Thursday, February 4, 2016


Recently, I’ve read a few articles about how to write a wonderful first sentence for a novel. My choice, which is from my favorite book, REBECCA, by Daphne du Maurier, is, “Last night I dreamed I went to Manderly again.”

None of my opening sentences are like that, but here are some:

COLD APRIL, a romance novel set on board the Titanic. “Throngs of people crowded the docks at Southampton. Passengers just disembarking from the ship, and visitors who came to welcome them, shared the space with automobiles and even a few horse-drawn vehicles. Elizabeth Shallcross hurried through the crush.”

BEATING THE ODDS, A romance about a horse that wins the Kentucky Derby. “The hairs along the back of her neck rose; a cold wave swept up her skin. Someone was watching her. Kerry Frayne told herself there was nothing to be afraid of, but the feeling returned, stronger than before.”

DANGEROUS CHOICES, a mainstream novel about painters flying to an art show in Honolulu. “Exactly an hour and fifteen minutes after taking off from Los Angeles International Airport, First Officer Reg Humboldt felt the strange vibration. For a split second, a tremor of fear clutched at him, tightened his gut. The DC-6 was heading to Honolulu at 22,000 feet, and the last thing he wanted to think about was trouble.”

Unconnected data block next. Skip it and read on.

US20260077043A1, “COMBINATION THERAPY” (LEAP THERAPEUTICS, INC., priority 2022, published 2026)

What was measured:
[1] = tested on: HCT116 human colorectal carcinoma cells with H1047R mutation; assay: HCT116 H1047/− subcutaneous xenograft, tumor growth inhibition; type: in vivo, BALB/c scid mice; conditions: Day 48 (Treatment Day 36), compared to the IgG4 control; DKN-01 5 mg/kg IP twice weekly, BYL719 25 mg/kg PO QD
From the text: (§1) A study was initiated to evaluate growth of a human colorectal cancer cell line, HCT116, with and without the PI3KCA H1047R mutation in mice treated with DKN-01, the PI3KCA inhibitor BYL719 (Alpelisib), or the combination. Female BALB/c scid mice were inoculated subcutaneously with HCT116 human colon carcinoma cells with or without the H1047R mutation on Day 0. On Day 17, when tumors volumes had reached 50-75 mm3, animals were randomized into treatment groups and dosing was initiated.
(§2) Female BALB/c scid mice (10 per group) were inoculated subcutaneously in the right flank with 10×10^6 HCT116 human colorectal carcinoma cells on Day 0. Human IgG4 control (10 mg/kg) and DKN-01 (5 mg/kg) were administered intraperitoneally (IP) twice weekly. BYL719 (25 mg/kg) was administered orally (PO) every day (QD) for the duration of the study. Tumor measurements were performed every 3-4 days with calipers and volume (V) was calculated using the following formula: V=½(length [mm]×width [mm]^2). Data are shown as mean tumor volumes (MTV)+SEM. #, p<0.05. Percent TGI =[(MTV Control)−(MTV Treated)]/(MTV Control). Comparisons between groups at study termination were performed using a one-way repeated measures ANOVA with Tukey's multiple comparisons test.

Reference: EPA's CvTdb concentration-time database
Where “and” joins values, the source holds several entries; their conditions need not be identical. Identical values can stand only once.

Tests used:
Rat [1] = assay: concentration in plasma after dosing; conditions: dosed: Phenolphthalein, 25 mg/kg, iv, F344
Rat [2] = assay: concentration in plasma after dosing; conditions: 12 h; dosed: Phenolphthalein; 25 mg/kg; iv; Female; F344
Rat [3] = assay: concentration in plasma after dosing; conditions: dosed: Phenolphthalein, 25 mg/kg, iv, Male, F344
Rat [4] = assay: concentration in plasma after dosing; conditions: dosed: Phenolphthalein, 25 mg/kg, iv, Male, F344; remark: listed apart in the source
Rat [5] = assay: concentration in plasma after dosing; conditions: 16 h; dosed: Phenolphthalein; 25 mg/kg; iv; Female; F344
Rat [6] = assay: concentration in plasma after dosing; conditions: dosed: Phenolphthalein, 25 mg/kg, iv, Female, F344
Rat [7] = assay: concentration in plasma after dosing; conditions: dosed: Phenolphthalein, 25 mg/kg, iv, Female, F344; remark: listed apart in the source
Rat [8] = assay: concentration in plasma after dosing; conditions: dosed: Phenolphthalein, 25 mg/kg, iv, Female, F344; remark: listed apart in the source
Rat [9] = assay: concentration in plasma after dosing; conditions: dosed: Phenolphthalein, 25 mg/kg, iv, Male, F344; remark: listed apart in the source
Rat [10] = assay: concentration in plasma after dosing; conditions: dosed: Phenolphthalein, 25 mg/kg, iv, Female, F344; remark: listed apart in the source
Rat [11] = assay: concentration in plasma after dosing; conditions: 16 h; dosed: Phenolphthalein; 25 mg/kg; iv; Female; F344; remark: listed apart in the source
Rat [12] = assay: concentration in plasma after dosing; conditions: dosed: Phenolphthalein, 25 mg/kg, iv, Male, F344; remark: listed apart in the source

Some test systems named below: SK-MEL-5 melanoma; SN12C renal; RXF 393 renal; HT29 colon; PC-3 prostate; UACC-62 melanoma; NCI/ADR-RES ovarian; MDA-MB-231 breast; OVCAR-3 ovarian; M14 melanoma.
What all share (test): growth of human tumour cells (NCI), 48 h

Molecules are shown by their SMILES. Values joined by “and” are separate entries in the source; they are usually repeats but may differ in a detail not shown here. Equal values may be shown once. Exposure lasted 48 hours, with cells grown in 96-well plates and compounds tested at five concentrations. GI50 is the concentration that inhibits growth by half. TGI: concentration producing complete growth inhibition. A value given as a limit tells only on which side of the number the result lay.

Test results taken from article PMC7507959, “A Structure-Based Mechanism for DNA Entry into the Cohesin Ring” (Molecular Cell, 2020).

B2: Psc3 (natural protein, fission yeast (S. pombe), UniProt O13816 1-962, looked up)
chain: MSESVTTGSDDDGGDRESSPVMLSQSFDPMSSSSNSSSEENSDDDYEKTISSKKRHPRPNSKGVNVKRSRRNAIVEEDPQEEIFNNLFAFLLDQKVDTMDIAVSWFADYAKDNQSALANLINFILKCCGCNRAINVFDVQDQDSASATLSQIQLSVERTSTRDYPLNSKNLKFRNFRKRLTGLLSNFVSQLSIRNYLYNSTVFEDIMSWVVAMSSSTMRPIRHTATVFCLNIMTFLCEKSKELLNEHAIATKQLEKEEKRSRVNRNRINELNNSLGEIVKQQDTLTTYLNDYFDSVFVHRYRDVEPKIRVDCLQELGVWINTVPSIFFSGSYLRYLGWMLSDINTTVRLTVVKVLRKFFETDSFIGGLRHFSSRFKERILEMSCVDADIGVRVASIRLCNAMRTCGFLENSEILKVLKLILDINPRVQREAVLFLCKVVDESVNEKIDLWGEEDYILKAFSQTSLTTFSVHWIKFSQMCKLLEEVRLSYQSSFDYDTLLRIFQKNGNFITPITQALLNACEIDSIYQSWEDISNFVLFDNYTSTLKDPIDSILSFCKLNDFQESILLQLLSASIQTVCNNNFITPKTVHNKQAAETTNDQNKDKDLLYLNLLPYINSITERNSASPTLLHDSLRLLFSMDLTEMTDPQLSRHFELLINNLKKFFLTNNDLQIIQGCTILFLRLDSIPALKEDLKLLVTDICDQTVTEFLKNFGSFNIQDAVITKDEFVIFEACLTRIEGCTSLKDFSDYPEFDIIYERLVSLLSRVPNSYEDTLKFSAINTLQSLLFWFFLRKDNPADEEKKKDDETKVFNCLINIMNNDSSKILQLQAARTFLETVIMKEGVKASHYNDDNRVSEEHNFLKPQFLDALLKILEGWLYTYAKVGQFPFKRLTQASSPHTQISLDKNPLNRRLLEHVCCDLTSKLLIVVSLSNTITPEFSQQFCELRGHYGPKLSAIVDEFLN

DEAD IN THE WATER, A mystery with humor, set in the U.K. “No one murdered Edward Mason. At least I didn’t think so. Since he was eighty-two years old, he apparently died of the usual ‘natural causes.’ However, the case of his forty-years-younger wife, Noreen, was a different matter.”

EYEWITNESS, a romantic-suspense novel, which takes place in Kentucky. ”He was going to have her killed, and there wasn’t a damn thing she could do about it.
‘Come on, Babe, smile. This isn’t a funeral.’”

FINDING AMY, a romantic suspense novel which takes place in London and Paris. “As if it weren’t depressing enough that Sabrina sat alone in her Chicago condo on a Saturday night, her father telephoned with bad news. ‘Your British grandfather has died.‘”

That’s only six, and I’ve had nineteen books published, so I’ll do this again soon. By the way, all the books I listed above were published, so the first lines I used didn’t hurt, and maybe helped.

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